Balance is a Myth

Balance is a Myth

March 23, 2020

Something I hear people speak about quite a bit is trying to find balance in their lives. Often we seek balance between work and family, or between responsibility and recreation. Perhaps it is a balanced diet or exercise plan we desire.

In some way, shape or form, we have been conditioned to believe that perfect balance should be our primary goal and that it is the ideal.

With things feeling more “out of balance” than ever, it can help to recognize that this notion of balance is a myth. Or at least anything more than a fleeting moment of it.

Because in order for something to be truly balanced, it must be still. Static. Unmoving and unchanging. But we know that life does not operate in this fashion. It vacillates. It is in a constant state of ebb and flow.


If we picture a metronome or a pendulum, we can start to understand this dynamic. As it swings from one end to the other, it only occupies the center for a brief moment before it continues its oscillation.

Much in the same way, our own lives cycle between various opposing forces, until it finally stops altogether, coming to rest dead in the center. Thus achieving balance by ceasing to move at all.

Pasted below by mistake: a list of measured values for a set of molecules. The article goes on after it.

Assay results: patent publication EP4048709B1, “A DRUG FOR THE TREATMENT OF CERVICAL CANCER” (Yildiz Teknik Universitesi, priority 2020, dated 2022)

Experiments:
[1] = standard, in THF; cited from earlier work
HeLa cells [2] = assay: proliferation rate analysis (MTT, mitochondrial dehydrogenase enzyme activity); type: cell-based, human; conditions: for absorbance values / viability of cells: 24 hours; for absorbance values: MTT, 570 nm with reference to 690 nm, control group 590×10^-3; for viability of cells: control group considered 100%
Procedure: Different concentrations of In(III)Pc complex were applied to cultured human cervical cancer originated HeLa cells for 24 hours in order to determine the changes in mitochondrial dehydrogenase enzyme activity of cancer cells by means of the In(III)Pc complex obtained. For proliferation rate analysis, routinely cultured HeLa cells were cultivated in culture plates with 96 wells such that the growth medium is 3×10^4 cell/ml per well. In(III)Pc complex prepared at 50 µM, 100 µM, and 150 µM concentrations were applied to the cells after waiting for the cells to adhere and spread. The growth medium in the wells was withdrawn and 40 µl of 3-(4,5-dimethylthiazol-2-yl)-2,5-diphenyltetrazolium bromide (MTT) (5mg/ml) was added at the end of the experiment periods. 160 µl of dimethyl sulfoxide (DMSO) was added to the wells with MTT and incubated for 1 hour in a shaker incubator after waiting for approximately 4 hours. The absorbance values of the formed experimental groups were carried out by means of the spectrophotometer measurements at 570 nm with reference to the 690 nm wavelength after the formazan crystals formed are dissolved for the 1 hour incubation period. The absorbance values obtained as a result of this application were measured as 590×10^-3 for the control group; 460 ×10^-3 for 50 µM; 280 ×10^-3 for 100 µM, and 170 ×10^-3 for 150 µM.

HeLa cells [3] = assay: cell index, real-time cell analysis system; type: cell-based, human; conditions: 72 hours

And while this true “balance” is inevitable for all of us, it is not what we should be striving to obtain. (At least not while we still have breath in our lungs). Rather, we should be seeking to find some measure of equilibrium.

While the difference in common parlance is subtle, we can look at equilibrium as more dynamic (imagine fluxes cancelling each other out), versus balance being more akin to weights on a scale in a state of rest.

What we must realize is that while everything is trying to find homeostasis, the only thing that ever stays the same is that everything changes.


We often try and plant ourselves on this razor edge and stay perfectly in the middle. But this of course is a futile attempt at control. In fact, we are better served to embrace movement; to maintain the ability to adjust our attention and focus where it is needed most…

Understanding that it can be okay to swing to one extreme for a period, so long as we remember to swing back just as far in the other direction for an equal amount of time.

The hard part is finding the sensitivity to know when and where to apply this attention. From the pendulum analogy, too much momentum and it goes off the rails. Too little and it barely moves at all.

Recognize that everything in life has a rhythm. We can try and stand still, fight it, and get out of sync, or we can choose to follow it and keep in time.



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